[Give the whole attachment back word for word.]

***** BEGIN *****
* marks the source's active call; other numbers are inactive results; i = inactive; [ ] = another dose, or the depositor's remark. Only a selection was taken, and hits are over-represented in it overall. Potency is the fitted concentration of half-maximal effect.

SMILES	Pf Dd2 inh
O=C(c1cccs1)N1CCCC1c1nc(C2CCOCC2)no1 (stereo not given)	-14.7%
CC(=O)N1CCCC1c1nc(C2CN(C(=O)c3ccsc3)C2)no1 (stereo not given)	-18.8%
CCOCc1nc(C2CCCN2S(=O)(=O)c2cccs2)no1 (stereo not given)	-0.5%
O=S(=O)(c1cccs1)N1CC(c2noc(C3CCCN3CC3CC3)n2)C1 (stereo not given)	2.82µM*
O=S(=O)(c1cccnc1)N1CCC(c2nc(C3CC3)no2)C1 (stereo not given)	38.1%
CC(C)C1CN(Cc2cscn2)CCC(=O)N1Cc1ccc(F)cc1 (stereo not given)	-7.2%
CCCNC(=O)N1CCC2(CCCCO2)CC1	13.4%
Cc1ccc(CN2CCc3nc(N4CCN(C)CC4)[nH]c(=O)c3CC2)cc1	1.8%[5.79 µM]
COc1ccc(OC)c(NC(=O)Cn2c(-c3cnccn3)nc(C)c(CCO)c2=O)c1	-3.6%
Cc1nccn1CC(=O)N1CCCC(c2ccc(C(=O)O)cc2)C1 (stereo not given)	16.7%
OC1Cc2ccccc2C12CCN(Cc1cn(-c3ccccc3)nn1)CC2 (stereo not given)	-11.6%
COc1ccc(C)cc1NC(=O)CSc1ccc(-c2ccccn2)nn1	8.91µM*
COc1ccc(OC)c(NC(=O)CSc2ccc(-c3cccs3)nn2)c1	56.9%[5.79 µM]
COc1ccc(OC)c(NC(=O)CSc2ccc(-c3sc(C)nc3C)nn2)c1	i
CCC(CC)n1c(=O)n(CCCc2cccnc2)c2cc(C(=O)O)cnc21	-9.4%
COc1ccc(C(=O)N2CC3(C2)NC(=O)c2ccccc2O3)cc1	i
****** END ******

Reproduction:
* marks the source's active call; other numbers are inactive results; i = inactive; [ ] = another dose, or the depositor's remark. Only a selection was taken, and hits are over-represented in it overall. Potency is the fitted concentration of half-maximal effect.

SMILES	Pf Dd2 inh
O=C(c1cccs1)N1CCCC1c1nc(C2CCOCC2)no1 (stereo not given)	-14.7%
CC(=O)N1CCCC1c1nc(C2CN(C(=O)c3ccsc3)C2)no1 (stereo not given)	-18.8%
CCOCc1nc(C2CCCN2S(=O)(=O)c2cccs2)no1 (stereo not given)	-0.5%
O=S(=O)(c1cccs1)N1CC(c2noc(C3CCCN3CC3CC3)n2)C1 (stereo not given)	2.82µM*
O=S(=O)(c1cccnc1)N1CCC(c2nc(C3CC3)no2)C1 (stereo not given)	38.1%
CC(C)C1CN(Cc2cscn2)CCC(=O)N1Cc1ccc(F)cc1 (stereo not given)	-7.2%
CCCNC(=O)N1CCC2(CCCCO2)CC1	13.4%
Cc1ccc(CN2CCc3nc(N4CCN(C)CC4)[nH]c(=O)c3CC2)cc1	1.8%[5.79 µM]
COc1ccc(OC)c(NC(=O)Cn2c(-c3cnccn3)nc(C)c(CCO)c2=O)c1	-3.6%
Cc1nccn1CC(=O)N1CCCC(c2ccc(C(=O)O)cc2)C1 (stereo not given)	16.7%
OC1Cc2ccccc2C12CCN(Cc1cn(-c3ccccc3)nn1)CC2 (stereo not given)	-11.6%
COc1ccc(C)cc1NC(=O)CSc1ccc(-c2ccccn2)nn1	8.91µM*
COc1ccc(OC)c(NC(=O)CSc2ccc(-c3cccs3)nn2)c1	56.9%[5.79 µM]
COc1ccc(OC)c(NC(=O)CSc2ccc(-c3sc(C)nc3C)nn2)c1	i
CCC(CC)n1c(=O)n(CCCc2cccnc2)c2cc(C(=O)O)cnc21	-9.4%
COc1ccc(C(=O)N2CC3(C2)NC(=O)c2ccccc2O3)cc1	i